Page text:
Community Dreams: The Power of Citizen Authority
For many years before Ronald Reagan’s administration, the Federal Government provided funds to Regional Health Planning Agencies. These agencies oversaw the area health planning focusing on medical systems and resources. The Reagan administration discontinued support for these agencies and many then sought to replace the Federal Funds.
On Chicago’s Westside there was great concern within this African American community that local hospitals would close or move away. Many felt that the Regional Agency had provided some control over the hospital exodus. Therefore, local neighborhood and activist groups convened to decide what they could do without the regional group’s helpful authority.
They developed a plan to create their own citizen organization to replace the useful functions of the Federally supported agency. Near the conclusion of their planning meeting, there was a discussion of the name they should use for their new organization. Should it be the ‘Westside Health Committee’ or ‘Health Council’ or ‘Health Coalition’? Suddenly, a woman who was a wise elder from the community said, “In the past, the government was the authority but now they are gone. So, we have a plan to replace them. Now we are the authority. So, let’s call ourselves what we are – the Westside Health Authority.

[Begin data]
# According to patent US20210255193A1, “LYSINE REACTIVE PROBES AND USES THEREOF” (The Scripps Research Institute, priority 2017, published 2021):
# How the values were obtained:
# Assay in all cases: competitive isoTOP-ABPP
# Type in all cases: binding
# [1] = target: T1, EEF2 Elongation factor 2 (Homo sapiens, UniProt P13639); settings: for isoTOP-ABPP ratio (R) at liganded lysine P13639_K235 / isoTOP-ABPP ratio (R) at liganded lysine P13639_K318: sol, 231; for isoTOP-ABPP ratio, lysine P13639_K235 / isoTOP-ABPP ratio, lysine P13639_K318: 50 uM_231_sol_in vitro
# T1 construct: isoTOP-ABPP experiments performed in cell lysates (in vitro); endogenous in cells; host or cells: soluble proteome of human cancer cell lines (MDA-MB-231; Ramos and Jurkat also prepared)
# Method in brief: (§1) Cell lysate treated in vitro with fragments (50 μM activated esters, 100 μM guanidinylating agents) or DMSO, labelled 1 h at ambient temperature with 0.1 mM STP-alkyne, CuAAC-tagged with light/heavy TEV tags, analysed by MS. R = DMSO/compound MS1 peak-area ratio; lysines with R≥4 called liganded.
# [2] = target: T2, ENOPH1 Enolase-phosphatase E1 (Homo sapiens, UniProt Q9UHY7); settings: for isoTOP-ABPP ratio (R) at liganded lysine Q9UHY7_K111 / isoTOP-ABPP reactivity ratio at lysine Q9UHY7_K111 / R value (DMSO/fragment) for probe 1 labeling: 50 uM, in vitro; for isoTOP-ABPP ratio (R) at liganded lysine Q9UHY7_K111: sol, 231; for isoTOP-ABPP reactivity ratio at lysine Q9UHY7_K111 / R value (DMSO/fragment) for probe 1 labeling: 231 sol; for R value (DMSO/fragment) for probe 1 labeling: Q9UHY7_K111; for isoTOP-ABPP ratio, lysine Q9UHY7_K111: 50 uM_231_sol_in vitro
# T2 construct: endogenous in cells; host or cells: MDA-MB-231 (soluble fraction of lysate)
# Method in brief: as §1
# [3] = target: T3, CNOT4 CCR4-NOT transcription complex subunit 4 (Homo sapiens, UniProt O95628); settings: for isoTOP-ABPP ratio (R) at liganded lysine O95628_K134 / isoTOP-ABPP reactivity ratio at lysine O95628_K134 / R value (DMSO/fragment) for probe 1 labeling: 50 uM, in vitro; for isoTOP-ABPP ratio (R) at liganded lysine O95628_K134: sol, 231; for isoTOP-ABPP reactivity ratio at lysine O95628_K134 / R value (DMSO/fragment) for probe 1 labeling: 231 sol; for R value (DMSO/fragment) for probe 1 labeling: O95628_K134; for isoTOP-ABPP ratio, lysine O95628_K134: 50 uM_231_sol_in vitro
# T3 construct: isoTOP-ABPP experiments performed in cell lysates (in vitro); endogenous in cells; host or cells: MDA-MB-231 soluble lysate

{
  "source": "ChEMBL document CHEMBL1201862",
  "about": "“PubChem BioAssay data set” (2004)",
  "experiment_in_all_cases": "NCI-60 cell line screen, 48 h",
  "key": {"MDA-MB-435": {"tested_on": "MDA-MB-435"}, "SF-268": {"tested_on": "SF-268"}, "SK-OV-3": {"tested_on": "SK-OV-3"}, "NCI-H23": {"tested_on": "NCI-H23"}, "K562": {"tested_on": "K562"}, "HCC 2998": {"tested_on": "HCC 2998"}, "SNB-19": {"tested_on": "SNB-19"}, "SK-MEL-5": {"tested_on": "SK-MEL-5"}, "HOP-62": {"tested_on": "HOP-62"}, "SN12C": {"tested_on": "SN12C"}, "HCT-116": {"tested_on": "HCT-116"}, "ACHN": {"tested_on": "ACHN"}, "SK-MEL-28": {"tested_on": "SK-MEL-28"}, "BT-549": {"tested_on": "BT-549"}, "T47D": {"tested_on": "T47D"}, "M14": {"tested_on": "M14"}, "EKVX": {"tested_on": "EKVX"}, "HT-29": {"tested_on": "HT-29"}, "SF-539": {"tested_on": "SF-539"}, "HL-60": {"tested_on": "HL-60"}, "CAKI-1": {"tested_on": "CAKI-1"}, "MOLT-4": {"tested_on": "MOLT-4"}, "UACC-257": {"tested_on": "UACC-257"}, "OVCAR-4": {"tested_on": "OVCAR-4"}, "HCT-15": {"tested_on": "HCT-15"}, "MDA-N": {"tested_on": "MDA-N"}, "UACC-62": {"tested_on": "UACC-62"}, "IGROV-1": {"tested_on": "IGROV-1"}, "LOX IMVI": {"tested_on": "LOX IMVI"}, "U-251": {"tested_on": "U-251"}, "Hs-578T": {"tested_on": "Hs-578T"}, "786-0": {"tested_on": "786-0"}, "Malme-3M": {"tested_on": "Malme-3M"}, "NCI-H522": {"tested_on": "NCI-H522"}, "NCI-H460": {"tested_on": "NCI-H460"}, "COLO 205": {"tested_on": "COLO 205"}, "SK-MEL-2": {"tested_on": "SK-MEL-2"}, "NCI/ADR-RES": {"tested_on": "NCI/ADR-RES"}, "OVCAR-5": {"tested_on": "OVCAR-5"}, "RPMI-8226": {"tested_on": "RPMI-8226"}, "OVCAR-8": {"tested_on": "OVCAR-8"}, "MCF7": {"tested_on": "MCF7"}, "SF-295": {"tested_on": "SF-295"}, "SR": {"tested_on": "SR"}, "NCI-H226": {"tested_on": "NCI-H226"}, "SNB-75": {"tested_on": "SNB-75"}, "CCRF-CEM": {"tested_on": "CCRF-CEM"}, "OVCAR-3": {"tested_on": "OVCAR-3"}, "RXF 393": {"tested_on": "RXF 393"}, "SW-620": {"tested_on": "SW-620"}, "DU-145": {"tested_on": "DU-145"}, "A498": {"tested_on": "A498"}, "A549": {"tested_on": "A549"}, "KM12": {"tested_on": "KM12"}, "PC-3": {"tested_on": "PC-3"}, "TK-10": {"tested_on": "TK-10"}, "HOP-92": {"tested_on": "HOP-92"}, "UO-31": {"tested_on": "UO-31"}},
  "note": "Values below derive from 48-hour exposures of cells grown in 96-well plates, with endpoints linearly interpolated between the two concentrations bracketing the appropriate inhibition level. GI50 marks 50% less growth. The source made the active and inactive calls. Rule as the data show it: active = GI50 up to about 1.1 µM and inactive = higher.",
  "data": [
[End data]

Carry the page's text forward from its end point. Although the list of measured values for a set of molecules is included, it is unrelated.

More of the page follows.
The participants were unanimous in accepting the new name. Thirty years later, the Westside Health Authority (WHA) has provided shelter for all kinds of community building initiatives. They include student health career planning in local hospitals, building a large community Wellness Center, buying a closed hospital and turning it into a clinic. In addition, they created a neighborhood organization called “Every Block a village,” a housing rehabilitation organization employing local African American contractors and craftsman, a men’s group, a women’s group, youth organizations and, most recently, a “Good Neighbor Campaign” designed to reconnect residents in order to have a stronger community.
Local leaders believe the title of “Authority” has been a vital factor enabling WHA in mobilizing and engaging citizen action. The idea that residents are the authority calls forth community dreams and replaces the tendency for neighbors to wait to fulfill the dreams of planners and institutions.
The Merriam-Webster Dictionary defines an authority as “those who have control.” Local resident groups are usually defined as advisors, advocates, or co-producers but rarely as the people who are in control. However, a citizen authority calls forth a critically different role for residents. That role is to be the responsible party. Authority means you have responsibility because of your control. It is this power of residents to be responsible for their future that has proliferated the functions and the powers of citizen authorities like the Westside Health Authority.
For those interested in more detail about the Westside Health Authority see: